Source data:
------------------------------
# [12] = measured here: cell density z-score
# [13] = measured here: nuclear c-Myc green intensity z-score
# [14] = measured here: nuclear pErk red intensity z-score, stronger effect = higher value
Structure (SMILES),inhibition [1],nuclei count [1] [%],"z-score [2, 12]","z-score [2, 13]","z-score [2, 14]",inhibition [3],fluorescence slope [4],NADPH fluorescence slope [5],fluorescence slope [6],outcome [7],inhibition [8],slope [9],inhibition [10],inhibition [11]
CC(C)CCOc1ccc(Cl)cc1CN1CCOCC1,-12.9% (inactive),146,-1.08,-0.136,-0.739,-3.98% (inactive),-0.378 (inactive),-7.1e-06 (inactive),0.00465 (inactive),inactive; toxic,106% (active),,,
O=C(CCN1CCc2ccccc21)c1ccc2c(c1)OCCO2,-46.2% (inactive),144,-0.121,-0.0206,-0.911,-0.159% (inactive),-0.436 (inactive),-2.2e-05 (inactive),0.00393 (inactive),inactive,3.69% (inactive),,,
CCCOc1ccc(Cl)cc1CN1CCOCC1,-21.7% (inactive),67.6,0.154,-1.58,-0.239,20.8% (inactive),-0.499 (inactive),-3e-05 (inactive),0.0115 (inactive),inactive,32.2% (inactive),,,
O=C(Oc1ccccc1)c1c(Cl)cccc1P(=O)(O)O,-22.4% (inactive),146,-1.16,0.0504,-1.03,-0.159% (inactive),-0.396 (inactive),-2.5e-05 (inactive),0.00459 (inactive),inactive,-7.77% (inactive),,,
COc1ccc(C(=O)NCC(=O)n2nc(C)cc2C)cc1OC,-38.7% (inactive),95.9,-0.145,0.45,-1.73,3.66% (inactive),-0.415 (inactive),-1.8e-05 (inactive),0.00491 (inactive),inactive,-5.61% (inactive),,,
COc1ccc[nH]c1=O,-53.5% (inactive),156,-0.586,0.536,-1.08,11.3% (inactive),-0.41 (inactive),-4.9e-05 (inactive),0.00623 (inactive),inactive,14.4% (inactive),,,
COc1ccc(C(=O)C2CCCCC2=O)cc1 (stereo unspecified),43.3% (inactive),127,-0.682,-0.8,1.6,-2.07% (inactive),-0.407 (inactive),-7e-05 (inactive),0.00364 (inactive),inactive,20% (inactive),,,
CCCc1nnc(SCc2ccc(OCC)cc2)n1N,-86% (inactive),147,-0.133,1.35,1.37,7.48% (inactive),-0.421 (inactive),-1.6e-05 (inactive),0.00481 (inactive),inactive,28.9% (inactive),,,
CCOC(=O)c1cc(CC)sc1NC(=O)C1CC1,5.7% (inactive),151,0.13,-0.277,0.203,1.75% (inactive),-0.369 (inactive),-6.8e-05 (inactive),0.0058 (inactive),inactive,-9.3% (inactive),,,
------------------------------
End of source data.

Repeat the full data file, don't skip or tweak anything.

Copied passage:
# [12] = measured here: cell density z-score
# [13] = measured here: nuclear c-Myc green intensity z-score
# [14] = measured here: nuclear pErk red intensity z-score, stronger effect = higher value
Structure (SMILES),inhibition [1],nuclei count [1] [%],"z-score [2, 12]","z-score [2, 13]","z-score [2, 14]",inhibition [3],fluorescence slope [4],NADPH fluorescence slope [5],fluorescence slope [6],outcome [7],inhibition [8],slope [9],inhibition [10],inhibition [11]
CC(C)CCOc1ccc(Cl)cc1CN1CCOCC1,-12.9% (inactive),146,-1.08,-0.136,-0.739,-3.98% (inactive),-0.378 (inactive),-7.1e-06 (inactive),0.00465 (inactive),inactive; toxic,106% (active),,,
O=C(CCN1CCc2ccccc21)c1ccc2c(c1)OCCO2,-46.2% (inactive),144,-0.121,-0.0206,-0.911,-0.159% (inactive),-0.436 (inactive),-2.2e-05 (inactive),0.00393 (inactive),inactive,3.69% (inactive),,,
CCCOc1ccc(Cl)cc1CN1CCOCC1,-21.7% (inactive),67.6,0.154,-1.58,-0.239,20.8% (inactive),-0.499 (inactive),-3e-05 (inactive),0.0115 (inactive),inactive,32.2% (inactive),,,
O=C(Oc1ccccc1)c1c(Cl)cccc1P(=O)(O)O,-22.4% (inactive),146,-1.16,0.0504,-1.03,-0.159% (inactive),-0.396 (inactive),-2.5e-05 (inactive),0.00459 (inactive),inactive,-7.77% (inactive),,,
COc1ccc(C(=O)NCC(=O)n2nc(C)cc2C)cc1OC,-38.7% (inactive),95.9,-0.145,0.45,-1.73,3.66% (inactive),-0.415 (inactive),-1.8e-05 (inactive),0.00491 (inactive),inactive,-5.61% (inactive),,,
COc1ccc[nH]c1=O,-53.5% (inactive),156,-0.586,0.536,-1.08,11.3% (inactive),-0.41 (inactive),-4.9e-05 (inactive),0.00623 (inactive),inactive,14.4% (inactive),,,
COc1ccc(C(=O)C2CCCCC2=O)cc1 (stereo unspecified),43.3% (inactive),127,-0.682,-0.8,1.6,-2.07% (inactive),-0.407 (inactive),-7e-05 (inactive),0.00364 (inactive),inactive,20% (inactive),,,
CCCc1nnc(SCc2ccc(OCC)cc2)n1N,-86% (inactive),147,-0.133,1.35,1.37,7.48% (inactive),-0.421 (inactive),-1.6e-05 (inactive),0.00481 (inactive),inactive,28.9% (inactive),,,
CCOC(=O)c1cc(CC)sc1NC(=O)C1CC1,5.7% (inactive),151,0.13,-0.277,0.203,1.75% (inactive),-0.369 (inactive),-6.8e-05 (inactive),0.0058 (inactive),inactive,-9.3% (inactive),,,